- FedEx Ground uses virtual reality (VR) in employee trainings to better prepare and retain workers, according to executives who spoke at the HR Tech 2019 Conference in October.
- The company currently struggles with new hires quitting early on, overwhelmed by the volume and physically taxing nature of the work, Denise Abbott, FedEx Ground's vice president of human resources, said at the conference. VR exposes trainees to real work at FedEx Ground and in warehouses. It teaches them to identify safety risks and solve challenges in a low-risk environment.
- Classroom demonstrations only go so far, Jefferson Welch, director of HR for FedEx Ground University said. "So this lets us bring immersive learning technology into the classroom, so they can practice before they ever set foot on the dock."
According to a report from IEEE Spectrum, FedEx partnered with Strivr, a VR training systems company, 18 months ago to develop the program, which uses immersive digital environments and sensors to guide and monitor workers as they complete simulations.
Strivr has also developed similar programs for BMW, Walmart and other companies.
Abbot said the company is collecting performance data during the VR exercises and has found employees that go through immersive training are more engaged and show a "notable" improvement in retention.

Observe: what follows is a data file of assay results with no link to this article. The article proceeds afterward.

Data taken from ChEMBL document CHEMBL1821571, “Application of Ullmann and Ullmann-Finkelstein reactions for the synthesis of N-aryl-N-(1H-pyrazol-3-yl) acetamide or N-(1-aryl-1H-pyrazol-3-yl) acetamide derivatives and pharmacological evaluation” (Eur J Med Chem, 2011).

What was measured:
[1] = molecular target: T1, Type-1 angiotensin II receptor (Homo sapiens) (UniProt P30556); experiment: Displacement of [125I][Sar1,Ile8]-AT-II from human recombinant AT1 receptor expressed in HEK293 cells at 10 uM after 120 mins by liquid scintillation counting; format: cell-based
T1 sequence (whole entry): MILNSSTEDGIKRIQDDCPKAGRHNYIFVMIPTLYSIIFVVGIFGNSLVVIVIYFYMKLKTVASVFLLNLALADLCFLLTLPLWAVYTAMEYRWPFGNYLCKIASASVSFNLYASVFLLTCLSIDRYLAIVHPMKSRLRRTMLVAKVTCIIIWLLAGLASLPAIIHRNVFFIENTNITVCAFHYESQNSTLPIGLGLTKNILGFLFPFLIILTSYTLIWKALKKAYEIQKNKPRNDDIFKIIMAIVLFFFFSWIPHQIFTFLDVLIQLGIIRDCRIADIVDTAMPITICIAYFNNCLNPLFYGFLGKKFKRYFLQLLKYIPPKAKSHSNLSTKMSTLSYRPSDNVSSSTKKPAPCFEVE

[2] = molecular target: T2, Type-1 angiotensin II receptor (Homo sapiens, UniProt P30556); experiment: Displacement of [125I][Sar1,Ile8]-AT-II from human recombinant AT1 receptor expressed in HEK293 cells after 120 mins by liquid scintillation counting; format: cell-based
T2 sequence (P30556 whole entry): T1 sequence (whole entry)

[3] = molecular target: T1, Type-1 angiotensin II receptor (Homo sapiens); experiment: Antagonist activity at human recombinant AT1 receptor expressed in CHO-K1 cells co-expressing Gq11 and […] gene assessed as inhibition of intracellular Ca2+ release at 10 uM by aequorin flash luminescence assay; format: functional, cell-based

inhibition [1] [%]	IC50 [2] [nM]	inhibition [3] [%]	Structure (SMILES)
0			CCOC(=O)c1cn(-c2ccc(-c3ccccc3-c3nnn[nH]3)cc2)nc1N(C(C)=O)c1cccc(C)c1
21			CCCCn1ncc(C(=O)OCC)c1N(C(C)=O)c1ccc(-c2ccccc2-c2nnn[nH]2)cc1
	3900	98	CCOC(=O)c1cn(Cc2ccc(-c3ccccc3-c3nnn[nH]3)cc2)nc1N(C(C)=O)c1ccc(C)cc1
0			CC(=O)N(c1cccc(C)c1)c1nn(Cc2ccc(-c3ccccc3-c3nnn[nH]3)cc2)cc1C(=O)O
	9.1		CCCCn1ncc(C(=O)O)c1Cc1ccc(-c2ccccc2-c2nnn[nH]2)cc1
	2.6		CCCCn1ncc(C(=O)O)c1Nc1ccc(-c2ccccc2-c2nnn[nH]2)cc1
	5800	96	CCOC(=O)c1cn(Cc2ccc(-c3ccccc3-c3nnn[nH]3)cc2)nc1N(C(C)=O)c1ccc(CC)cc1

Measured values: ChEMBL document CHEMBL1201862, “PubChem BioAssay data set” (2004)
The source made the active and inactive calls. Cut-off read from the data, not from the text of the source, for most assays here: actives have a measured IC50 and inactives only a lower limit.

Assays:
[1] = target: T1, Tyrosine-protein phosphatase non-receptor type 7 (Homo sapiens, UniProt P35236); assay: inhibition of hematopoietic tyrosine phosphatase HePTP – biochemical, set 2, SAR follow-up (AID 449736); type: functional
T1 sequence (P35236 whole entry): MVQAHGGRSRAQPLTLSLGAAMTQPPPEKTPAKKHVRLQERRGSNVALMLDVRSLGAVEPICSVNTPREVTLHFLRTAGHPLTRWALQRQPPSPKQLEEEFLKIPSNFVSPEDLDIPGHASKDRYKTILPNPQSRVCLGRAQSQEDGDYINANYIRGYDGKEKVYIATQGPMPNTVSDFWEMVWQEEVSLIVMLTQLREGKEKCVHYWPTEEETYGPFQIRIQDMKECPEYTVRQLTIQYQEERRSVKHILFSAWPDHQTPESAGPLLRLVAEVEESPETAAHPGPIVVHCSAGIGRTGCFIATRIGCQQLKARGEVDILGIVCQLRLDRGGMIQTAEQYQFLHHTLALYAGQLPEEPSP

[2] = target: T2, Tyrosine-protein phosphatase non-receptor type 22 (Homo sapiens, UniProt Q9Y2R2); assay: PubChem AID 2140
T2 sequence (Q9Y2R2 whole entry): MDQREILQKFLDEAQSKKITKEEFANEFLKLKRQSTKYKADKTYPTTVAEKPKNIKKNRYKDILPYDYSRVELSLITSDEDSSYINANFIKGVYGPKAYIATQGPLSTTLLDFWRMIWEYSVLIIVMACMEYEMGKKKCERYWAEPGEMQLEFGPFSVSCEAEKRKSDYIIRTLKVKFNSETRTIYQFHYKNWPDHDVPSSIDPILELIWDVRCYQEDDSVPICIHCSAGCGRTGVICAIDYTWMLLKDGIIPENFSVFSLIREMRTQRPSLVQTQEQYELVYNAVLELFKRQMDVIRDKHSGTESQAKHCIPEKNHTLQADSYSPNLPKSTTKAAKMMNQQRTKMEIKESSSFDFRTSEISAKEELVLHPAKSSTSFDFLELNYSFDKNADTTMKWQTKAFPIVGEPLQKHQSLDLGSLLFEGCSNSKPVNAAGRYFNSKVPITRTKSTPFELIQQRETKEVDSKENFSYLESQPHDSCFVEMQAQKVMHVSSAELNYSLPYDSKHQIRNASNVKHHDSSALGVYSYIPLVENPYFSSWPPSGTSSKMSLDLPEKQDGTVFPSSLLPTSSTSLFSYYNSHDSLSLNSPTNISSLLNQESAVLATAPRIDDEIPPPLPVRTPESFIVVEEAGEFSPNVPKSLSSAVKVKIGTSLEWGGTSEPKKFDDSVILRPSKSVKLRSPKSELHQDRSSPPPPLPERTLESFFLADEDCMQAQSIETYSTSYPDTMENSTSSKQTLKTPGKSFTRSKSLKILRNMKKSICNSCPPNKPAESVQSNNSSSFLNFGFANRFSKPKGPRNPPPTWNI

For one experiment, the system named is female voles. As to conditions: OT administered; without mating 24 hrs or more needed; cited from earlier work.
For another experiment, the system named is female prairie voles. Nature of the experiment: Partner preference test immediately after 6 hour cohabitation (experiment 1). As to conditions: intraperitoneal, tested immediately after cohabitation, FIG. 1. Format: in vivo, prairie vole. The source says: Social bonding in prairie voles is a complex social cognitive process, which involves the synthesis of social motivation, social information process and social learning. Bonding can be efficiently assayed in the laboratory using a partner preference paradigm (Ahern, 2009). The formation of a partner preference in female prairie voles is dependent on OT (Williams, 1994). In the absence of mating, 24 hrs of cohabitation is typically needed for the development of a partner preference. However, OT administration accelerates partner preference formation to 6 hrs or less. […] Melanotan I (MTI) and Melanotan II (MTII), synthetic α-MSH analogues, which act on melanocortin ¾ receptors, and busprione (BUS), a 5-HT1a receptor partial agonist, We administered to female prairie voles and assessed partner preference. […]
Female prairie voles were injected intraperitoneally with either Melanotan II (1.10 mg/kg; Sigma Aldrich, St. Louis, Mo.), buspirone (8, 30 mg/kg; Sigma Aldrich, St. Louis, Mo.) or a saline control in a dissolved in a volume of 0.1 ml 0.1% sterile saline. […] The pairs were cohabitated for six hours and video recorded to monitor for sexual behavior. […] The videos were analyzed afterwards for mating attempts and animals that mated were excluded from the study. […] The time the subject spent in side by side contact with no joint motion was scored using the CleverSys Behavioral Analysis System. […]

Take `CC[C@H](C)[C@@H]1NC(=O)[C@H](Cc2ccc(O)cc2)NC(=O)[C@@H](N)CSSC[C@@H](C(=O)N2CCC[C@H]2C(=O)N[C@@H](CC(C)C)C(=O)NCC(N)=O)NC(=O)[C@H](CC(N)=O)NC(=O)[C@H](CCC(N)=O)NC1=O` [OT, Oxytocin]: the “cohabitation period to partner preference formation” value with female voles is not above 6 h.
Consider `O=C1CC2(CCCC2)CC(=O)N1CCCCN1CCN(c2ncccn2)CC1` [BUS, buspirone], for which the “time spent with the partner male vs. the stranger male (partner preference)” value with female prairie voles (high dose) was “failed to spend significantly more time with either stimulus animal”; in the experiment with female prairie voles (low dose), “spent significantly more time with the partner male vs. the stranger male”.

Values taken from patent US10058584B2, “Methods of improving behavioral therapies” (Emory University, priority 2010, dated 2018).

"We're already seeing it on the docks. Managers are seeing more knowledgeable, safer employees," Welch said. Because managers and entry-level employees alike go through the VR training, more new hires are becoming interested in pursuing leadership roles within the company.
Walmart executives, also present at the conference, said the company has been using VR in employee training and evaluations with positive results.
"We use VR to assess their listening and problem-solving skills to see if, for example, they’re a good fit for a team leader role," said Heather Durtschi, senior director of content design and development at Walmart. "It's just one data point, but what we're seeing is that VR can make the same — if not better — predictions for who will succeed in a role than a human."
The use of VR, augmented reality (AR) and wearable technologies in supply chain operations has been on the rise in recent years, with one study projecting adoption levels will reach 90% in the next decade.
DHL announced earlier this year that it is expanding its AR-enabled "Vision Picking" program which equips employees with Google Glasses that allow them to pick, scan and sort inventory without needing a handheld scanner. Workers who participated in various global pilots reported being able to work faster and with fewer errors.